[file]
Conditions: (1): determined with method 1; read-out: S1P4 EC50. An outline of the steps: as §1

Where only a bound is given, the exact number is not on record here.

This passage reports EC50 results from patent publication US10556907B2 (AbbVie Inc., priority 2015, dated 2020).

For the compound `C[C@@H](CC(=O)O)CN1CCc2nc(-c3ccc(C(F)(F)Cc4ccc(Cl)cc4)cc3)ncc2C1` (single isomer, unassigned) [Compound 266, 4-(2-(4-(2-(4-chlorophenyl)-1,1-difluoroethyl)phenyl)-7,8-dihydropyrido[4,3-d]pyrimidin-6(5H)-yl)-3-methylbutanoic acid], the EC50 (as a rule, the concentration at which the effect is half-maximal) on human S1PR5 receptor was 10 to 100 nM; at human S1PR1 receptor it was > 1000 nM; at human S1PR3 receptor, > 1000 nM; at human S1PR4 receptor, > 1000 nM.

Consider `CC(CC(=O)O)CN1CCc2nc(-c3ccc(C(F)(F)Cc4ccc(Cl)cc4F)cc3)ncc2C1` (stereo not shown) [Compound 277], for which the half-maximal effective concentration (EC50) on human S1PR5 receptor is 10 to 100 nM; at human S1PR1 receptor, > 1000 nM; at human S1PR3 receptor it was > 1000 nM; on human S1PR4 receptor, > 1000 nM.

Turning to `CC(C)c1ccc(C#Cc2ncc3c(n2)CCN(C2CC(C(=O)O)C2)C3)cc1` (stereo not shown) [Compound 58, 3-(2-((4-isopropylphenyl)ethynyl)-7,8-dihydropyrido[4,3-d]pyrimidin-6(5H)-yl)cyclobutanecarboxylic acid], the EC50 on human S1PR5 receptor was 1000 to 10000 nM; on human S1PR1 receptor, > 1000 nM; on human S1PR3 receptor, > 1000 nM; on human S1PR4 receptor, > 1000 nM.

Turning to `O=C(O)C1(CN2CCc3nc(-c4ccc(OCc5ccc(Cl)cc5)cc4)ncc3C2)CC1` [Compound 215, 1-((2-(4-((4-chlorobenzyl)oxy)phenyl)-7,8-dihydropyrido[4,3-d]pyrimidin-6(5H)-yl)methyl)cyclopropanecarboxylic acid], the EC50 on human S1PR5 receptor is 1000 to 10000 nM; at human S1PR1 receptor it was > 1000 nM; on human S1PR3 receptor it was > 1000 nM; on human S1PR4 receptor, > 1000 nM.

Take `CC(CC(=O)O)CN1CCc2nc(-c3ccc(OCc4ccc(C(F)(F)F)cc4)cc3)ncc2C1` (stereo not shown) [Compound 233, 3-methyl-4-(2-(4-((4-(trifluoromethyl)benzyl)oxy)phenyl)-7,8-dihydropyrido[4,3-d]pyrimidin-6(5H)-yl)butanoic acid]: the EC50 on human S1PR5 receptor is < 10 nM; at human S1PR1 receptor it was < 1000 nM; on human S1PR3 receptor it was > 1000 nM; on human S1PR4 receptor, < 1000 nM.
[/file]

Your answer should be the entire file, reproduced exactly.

Conditions: (1): determined with method 1; read-out: S1P4 EC50. An outline of the steps: as §1

Where only a bound is given, the exact number is not on record here.

This passage reports EC50 results from patent publication US10556907B2 (AbbVie Inc., priority 2015, dated 2020).

For the compound `C[C@@H](CC(=O)O)CN1CCc2nc(-c3ccc(C(F)(F)Cc4ccc(Cl)cc4)cc3)ncc2C1` (single isomer, unassigned) [Compound 266, 4-(2-(4-(2-(4-chlorophenyl)-1,1-difluoroethyl)phenyl)-7,8-dihydropyrido[4,3-d]pyrimidin-6(5H)-yl)-3-methylbutanoic acid], the EC50 (as a rule, the concentration at which the effect is half-maximal) on human S1PR5 receptor was 10 to 100 nM; at human S1PR1 receptor it was > 1000 nM; at human S1PR3 receptor, > 1000 nM; at human S1PR4 receptor, > 1000 nM.

Consider `CC(CC(=O)O)CN1CCc2nc(-c3ccc(C(F)(F)Cc4ccc(Cl)cc4F)cc3)ncc2C1` (stereo not shown) [Compound 277], for which the half-maximal effective concentration (EC50) on human S1PR5 receptor is 10 to 100 nM; at human S1PR1 receptor, > 1000 nM; at human S1PR3 receptor it was > 1000 nM; on human S1PR4 receptor, > 1000 nM.

Turning to `CC(C)c1ccc(C#Cc2ncc3c(n2)CCN(C2CC(C(=O)O)C2)C3)cc1` (stereo not shown) [Compound 58, 3-(2-((4-isopropylphenyl)ethynyl)-7,8-dihydropyrido[4,3-d]pyrimidin-6(5H)-yl)cyclobutanecarboxylic acid], the EC50 on human S1PR5 receptor was 1000 to 10000 nM; on human S1PR1 receptor, > 1000 nM; on human S1PR3 receptor, > 1000 nM; on human S1PR4 receptor, > 1000 nM.

Turning to `O=C(O)C1(CN2CCc3nc(-c4ccc(OCc5ccc(Cl)cc5)cc4)ncc3C2)CC1` [Compound 215, 1-((2-(4-((4-chlorobenzyl)oxy)phenyl)-7,8-dihydropyrido[4,3-d]pyrimidin-6(5H)-yl)methyl)cyclopropanecarboxylic acid], the EC50 on human S1PR5 receptor is 1000 to 10000 nM; at human S1PR1 receptor it was > 1000 nM; on human S1PR3 receptor it was > 1000 nM; on human S1PR4 receptor, > 1000 nM.

Take `CC(CC(=O)O)CN1CCc2nc(-c3ccc(OCc4ccc(C(F)(F)F)cc4)cc3)ncc2C1` (stereo not shown) [Compound 233, 3-methyl-4-(2-(4-((4-(trifluoromethyl)benzyl)oxy)phenyl)-7,8-dihydropyrido[4,3-d]pyrimidin-6(5H)-yl)butanoic acid]: the EC50 on human S1PR5 receptor is < 10 nM; at human S1PR1 receptor it was < 1000 nM; on human S1PR3 receptor it was > 1000 nM; on human S1PR4 receptor, < 1000 nM.